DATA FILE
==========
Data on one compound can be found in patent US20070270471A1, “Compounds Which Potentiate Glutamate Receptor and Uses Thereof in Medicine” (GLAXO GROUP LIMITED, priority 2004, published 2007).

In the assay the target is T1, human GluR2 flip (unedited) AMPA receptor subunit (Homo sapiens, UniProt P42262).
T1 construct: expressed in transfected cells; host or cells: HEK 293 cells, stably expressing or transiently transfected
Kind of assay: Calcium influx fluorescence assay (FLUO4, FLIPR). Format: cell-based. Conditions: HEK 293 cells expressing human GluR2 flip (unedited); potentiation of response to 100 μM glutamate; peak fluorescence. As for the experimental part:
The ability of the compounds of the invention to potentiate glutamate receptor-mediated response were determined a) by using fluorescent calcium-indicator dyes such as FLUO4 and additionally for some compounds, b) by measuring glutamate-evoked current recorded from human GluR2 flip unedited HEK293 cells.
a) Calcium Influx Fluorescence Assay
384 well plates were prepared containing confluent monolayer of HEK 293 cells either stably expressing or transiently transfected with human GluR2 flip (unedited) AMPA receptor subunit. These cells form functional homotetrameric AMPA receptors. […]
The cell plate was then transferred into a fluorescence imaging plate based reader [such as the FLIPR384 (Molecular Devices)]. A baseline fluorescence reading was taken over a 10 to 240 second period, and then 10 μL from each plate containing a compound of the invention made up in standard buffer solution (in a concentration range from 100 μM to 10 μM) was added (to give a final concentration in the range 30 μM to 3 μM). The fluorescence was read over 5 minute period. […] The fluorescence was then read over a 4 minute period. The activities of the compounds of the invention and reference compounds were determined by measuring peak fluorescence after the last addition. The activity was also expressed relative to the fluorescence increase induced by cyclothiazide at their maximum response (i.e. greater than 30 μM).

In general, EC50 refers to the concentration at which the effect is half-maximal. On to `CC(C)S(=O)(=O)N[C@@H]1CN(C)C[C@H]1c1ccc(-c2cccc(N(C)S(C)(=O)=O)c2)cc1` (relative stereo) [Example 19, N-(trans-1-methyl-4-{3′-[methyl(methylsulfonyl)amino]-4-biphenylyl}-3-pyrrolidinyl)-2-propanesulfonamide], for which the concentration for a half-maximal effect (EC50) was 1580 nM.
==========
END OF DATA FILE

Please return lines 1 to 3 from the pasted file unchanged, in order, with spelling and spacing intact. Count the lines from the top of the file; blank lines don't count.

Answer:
Data on one compound can be found in patent US20070270471A1, “Compounds Which Potentiate Glutamate Receptor and Uses Thereof in Medicine” (GLAXO GROUP LIMITED, priority 2004, published 2007).

In the assay the target is T1, human GluR2 flip (unedited) AMPA receptor subunit (Homo sapiens, UniProt P42262).
T1 construct: expressed in transfected cells; host or cells: HEK 293 cells, stably expressing or transiently transfected